Electronics have become so essential for our daily lives that it is difficult to imagine a world without them, thanks to the exceptional efforts in innovation & R&D. The extent of the Covid-19 pandemic has further stimulated the digital transformation of the global economy as the world decided to shift from office to home. This trend has accelerated the demand for electronic devices such as mobile phones and laptops. The lifting of lockdowns and reopening of markets directed to a rebound in demand for consumer electronics. As per a survey carried by Japan Electronics and IT industries Association, the global electronics manufacturing division which was about $2.97 trillion in 2020 is supposed to reach $3.17 trillion in 2021 and $7.3 trillion in 2025.
Over the years, electronics manufacturing has witnessed a geographical shift in production roots from the US and Europe to Asia. This trend observed Asia’s share in global production rising to over 60%. However, South Asian countries including India could not acquire many advantages from the global shift of electronics manufacturing. In 2020, For Less than 3% of India’s GDP, India only represented 3.6% of the world’s electronics manufacturing accounting. The countries in East Asia that began from petty positions have authorized themselves as new global players in electronics manufacturing. For example, the participation of the sector in the GDP of Taiwan, South Korea, and China are 15.5%, 15.1%, and 12.7%, sequentially.
Govt assistance for the electronics manufacturing sector –
The National Policy on Electronics (NPE 2019), begun by the Narendra Modi government, targets $400 billion turnovers by 2025. The three new projects under NPE 2019 —the Production Linked Scheme (PLI), the Scheme for Promotion of Manufacturing of Electronic Components and Semiconductors, and Modified Electronics Manufacturing Clusters (EMC 2.0) Scheme — have allowed the Indian electronics sector to enhance the country’s share in global electronics manufacturing from 1.3% in 2012 to 3.6% in 2020. The value of locally manufactured electronic goods in the country raised from Rs 1,90,366 crore in 2014-15 to an estimated Rs 5,46,550 crore in 2019-20, a growth of 187% in five years.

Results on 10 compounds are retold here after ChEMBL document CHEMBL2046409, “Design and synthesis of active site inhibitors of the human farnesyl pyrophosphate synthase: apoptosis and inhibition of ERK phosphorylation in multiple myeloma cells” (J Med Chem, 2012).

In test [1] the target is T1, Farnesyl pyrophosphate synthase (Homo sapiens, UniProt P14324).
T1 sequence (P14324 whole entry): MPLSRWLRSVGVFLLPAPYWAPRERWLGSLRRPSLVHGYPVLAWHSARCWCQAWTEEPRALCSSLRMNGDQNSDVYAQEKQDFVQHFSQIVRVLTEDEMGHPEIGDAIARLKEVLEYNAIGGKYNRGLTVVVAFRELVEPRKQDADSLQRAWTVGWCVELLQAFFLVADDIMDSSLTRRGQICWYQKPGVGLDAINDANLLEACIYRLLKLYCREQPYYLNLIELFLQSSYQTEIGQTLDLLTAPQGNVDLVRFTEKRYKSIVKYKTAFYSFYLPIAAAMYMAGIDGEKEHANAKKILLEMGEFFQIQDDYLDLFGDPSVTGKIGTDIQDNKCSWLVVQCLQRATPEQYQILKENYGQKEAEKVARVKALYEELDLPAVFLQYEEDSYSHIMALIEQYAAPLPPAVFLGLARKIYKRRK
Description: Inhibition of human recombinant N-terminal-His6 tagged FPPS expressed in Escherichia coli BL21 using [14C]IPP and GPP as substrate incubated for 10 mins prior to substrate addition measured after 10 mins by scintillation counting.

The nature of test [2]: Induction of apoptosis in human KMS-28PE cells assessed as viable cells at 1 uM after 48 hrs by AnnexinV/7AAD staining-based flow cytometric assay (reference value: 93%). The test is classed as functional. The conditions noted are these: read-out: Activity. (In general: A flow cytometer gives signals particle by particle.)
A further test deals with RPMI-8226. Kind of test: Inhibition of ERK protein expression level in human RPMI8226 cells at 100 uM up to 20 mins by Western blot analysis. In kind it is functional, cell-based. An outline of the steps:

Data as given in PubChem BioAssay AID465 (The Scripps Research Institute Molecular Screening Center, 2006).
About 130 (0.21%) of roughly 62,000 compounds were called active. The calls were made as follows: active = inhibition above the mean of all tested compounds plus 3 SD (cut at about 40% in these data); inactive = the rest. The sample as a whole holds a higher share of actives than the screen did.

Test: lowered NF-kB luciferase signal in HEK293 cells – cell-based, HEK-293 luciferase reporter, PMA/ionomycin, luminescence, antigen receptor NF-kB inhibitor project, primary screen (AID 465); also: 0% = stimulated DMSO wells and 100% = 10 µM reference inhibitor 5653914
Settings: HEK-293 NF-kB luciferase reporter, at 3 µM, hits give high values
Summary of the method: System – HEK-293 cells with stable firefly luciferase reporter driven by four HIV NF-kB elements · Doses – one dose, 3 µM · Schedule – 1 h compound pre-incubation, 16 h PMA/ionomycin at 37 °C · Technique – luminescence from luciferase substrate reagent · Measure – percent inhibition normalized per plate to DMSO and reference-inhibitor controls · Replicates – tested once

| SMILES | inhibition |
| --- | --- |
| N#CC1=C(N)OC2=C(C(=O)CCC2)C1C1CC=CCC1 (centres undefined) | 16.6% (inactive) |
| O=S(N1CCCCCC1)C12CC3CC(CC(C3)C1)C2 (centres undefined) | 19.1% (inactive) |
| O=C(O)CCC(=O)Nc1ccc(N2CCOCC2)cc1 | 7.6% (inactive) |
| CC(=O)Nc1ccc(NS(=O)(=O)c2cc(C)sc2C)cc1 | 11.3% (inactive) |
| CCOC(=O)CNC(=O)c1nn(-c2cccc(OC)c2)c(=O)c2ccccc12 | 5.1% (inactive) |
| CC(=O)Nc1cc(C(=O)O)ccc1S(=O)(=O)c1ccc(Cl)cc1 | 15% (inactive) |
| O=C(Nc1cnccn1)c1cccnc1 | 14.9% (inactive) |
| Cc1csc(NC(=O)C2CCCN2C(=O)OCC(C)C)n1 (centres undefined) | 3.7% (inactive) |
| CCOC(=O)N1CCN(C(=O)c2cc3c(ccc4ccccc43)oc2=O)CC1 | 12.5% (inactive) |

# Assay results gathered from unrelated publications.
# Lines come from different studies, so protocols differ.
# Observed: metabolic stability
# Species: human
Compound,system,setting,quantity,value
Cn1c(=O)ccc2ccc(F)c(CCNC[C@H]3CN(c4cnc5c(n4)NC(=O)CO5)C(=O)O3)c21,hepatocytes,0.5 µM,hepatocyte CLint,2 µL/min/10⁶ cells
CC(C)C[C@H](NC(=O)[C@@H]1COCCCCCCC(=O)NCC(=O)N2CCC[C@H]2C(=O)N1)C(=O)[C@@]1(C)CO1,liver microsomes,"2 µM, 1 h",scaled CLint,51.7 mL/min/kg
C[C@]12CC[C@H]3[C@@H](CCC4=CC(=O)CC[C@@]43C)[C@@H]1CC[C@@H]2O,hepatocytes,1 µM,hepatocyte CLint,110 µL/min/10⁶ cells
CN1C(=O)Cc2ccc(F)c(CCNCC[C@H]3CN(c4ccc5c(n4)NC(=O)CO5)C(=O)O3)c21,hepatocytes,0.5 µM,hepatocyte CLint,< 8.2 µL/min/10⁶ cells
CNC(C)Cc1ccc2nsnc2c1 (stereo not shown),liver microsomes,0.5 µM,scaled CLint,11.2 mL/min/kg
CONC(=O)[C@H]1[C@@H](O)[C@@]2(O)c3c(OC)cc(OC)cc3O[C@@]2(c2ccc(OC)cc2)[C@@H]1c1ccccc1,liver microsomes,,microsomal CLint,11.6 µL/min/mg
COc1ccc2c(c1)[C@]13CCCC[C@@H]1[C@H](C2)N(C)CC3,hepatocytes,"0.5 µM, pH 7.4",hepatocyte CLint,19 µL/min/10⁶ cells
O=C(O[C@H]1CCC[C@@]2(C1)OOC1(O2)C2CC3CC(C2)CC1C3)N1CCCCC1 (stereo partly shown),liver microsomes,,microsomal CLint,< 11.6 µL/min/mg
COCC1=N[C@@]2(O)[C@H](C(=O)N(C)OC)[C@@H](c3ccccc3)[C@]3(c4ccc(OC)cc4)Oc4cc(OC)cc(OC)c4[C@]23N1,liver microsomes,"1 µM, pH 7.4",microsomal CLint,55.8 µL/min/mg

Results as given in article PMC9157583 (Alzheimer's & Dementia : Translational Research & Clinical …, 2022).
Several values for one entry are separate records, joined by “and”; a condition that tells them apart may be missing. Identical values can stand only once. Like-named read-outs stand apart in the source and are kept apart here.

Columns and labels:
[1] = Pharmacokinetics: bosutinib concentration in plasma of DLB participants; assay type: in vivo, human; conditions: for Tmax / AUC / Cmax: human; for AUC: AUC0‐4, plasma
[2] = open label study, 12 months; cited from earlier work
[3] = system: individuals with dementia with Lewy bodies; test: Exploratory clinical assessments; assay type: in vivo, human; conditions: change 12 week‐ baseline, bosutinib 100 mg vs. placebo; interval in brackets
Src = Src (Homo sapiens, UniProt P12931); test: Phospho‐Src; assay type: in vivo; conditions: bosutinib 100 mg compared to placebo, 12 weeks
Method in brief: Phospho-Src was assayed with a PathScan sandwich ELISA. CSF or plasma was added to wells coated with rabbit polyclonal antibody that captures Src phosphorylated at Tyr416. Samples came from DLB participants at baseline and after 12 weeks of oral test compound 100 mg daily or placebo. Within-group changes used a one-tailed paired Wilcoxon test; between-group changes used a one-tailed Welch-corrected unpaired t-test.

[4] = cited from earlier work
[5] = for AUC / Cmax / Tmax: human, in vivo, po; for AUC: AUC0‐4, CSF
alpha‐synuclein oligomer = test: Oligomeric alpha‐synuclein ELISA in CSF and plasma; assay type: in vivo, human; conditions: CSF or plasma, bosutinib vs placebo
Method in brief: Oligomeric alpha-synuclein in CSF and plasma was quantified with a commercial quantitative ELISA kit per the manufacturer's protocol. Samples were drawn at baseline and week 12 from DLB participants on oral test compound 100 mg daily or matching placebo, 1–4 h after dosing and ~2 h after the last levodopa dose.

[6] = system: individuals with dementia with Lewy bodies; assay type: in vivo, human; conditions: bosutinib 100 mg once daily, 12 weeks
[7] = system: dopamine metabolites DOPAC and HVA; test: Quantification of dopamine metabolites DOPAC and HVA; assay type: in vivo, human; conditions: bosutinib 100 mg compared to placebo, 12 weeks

The corresponding statistics for electronics products shipped into India throughout the year 2014-15 and 2019-20 were Rs 2,25,444 crore and Rs 3,71,840 crore sequentially, a growth of 65%. Thus, the value of regionally made electronics products in the five years surpassed the value of electronics items shipped. The recent surge in the electronics manufacturing division can be attributed to the increasing demand for consumer electronics products including mobile phones. The domestic demand for electronics products is being met almost uniformly by local imports and production.
The Story of made in India phones
Even though mobile phones being made in India are being assembled with imported components, it is a breakthrough story thinking that only a few years ago, most of the phones sold in India were imported as completely built-up units (CBU). A series of government initiatives like reduction in the import duty on components of mobiles, increase of import duty on fully assembled phones, and rationalization of excise duty led to the fast growth of local assembly units from 2 in 2014 to 268 in 2019.
Replicating mobile manufacturing success
Though the growth of mobile phone manufacturing in India could only be described as a partial success story due to low-value addition, it presents a great example to strategize the evolution of electronics manufacturing in India and replicate beyond the electronics sector, to lessen the import bill, generate jobs, and bring investments.